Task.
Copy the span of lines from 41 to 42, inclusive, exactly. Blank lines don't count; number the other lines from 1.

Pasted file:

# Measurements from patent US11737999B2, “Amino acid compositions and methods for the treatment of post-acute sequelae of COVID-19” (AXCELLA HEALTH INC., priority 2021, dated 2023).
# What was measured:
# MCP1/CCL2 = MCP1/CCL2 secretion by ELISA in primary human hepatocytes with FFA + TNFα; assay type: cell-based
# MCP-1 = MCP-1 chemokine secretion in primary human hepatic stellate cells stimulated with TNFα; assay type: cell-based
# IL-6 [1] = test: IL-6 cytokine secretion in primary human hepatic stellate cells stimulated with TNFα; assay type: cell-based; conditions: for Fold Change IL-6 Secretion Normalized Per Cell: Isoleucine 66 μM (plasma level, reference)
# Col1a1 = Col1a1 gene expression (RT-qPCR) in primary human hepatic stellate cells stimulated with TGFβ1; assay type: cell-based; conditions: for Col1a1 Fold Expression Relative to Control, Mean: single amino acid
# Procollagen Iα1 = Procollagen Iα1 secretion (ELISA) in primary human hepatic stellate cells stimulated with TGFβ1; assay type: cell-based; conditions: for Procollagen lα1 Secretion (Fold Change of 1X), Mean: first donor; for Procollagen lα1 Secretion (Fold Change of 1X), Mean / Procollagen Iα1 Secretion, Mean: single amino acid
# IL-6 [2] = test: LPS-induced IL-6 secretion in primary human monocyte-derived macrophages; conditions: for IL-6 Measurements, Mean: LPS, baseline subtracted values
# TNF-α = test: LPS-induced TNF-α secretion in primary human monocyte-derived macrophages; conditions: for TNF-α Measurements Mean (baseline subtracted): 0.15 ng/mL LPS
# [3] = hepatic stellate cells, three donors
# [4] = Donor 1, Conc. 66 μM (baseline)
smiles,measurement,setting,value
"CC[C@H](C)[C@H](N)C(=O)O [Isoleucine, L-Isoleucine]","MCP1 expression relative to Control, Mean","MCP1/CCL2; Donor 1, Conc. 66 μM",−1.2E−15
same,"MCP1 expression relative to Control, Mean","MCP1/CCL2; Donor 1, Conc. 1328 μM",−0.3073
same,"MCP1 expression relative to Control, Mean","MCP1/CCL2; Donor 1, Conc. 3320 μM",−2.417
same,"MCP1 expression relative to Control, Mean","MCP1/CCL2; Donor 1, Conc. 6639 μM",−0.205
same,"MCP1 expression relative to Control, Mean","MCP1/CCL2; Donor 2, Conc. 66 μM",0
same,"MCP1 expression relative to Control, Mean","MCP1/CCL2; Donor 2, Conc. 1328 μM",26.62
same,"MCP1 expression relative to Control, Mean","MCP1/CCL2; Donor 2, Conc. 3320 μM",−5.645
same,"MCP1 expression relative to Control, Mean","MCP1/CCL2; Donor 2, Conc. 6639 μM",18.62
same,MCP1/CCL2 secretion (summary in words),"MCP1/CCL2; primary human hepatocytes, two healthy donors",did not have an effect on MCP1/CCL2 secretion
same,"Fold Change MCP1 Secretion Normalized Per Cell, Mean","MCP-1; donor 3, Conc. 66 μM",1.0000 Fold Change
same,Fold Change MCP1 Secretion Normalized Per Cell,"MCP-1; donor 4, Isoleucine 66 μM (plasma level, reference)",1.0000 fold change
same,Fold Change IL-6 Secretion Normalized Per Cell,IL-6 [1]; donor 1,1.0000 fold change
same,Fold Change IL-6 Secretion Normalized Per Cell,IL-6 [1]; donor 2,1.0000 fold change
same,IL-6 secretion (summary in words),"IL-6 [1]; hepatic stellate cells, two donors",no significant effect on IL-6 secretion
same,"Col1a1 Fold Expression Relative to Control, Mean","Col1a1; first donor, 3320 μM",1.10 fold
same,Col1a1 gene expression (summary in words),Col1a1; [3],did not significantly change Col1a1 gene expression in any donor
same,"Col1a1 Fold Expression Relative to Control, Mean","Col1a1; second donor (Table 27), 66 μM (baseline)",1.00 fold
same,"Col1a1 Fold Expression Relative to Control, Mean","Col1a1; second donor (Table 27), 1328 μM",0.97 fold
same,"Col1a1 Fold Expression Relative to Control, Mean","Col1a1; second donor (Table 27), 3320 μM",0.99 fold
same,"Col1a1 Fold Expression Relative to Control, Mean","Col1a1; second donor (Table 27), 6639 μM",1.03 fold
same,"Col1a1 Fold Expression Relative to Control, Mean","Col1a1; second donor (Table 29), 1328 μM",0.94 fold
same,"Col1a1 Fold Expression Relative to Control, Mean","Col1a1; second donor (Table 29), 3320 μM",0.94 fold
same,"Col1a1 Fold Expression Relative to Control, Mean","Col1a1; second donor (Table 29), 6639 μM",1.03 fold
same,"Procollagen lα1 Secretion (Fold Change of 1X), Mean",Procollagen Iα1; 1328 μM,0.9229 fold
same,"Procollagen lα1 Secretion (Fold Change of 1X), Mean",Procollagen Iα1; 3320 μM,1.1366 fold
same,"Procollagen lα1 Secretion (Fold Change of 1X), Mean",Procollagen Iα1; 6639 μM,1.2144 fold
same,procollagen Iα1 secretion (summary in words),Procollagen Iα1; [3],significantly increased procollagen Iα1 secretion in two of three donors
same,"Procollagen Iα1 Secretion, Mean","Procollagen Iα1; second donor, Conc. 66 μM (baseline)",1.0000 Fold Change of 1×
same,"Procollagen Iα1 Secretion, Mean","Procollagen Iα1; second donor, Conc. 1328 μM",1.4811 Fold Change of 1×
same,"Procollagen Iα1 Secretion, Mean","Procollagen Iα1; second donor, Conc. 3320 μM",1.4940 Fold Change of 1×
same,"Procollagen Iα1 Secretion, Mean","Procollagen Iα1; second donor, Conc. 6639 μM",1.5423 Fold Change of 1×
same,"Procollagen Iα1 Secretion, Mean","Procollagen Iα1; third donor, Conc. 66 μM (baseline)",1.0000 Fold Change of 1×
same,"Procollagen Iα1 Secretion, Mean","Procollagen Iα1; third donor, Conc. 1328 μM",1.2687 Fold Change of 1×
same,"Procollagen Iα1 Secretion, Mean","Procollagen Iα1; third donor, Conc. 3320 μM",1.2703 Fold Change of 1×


same,"Procollagen Iα1 Secretion, Mean","Procollagen Iα1; second donor, Conc. 1328 μM",1.4811 Fold Change of 1×
same,"Procollagen Iα1 Secretion, Mean","Procollagen Iα1; second donor, Conc. 3320 μM",1.4940 Fold Change of 1×